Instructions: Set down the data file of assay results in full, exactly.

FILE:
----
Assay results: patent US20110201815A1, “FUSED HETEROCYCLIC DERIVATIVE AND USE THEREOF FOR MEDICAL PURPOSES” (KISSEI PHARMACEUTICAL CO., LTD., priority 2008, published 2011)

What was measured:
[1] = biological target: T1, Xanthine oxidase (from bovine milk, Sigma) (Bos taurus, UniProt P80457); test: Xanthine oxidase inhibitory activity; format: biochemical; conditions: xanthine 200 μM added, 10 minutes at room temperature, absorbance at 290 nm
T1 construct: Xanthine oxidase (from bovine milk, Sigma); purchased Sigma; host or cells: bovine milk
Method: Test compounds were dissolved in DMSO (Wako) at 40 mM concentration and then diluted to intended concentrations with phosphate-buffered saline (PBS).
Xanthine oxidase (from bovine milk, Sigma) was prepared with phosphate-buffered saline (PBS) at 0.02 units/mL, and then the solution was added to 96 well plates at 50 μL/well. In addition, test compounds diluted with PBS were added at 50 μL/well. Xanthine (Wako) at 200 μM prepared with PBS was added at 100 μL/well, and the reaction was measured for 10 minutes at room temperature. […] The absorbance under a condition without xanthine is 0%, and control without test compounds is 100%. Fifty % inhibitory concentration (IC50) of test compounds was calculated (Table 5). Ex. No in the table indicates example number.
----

Assay results: patent US20110201815A1, “FUSED HETEROCYCLIC DERIVATIVE AND USE THEREOF FOR MEDICAL PURPOSES” (KISSEI PHARMACEUTICAL CO., LTD., priority 2008, published 2011)

What was measured:
[1] = biological target: T1, Xanthine oxidase (from bovine milk, Sigma) (Bos taurus, UniProt P80457); test: Xanthine oxidase inhibitory activity; format: biochemical; conditions: xanthine 200 μM added, 10 minutes at room temperature, absorbance at 290 nm
T1 construct: Xanthine oxidase (from bovine milk, Sigma); purchased Sigma; host or cells: bovine milk
Method: Test compounds were dissolved in DMSO (Wako) at 40 mM concentration and then diluted to intended concentrations with phosphate-buffered saline (PBS).
Xanthine oxidase (from bovine milk, Sigma) was prepared with phosphate-buffered saline (PBS) at 0.02 units/mL, and then the solution was added to 96 well plates at 50 μL/well. In addition, test compounds diluted with PBS were added at 50 μL/well. Xanthine (Wako) at 200 μM prepared with PBS was added at 100 μL/well, and the reaction was measured for 10 minutes at room temperature. […] The absorbance under a condition without xanthine is 0%, and control without test compounds is 100%. Fifty % inhibitory concentration (IC50) of test compounds was calculated (Table 5). Ex. No in the table indicates example number.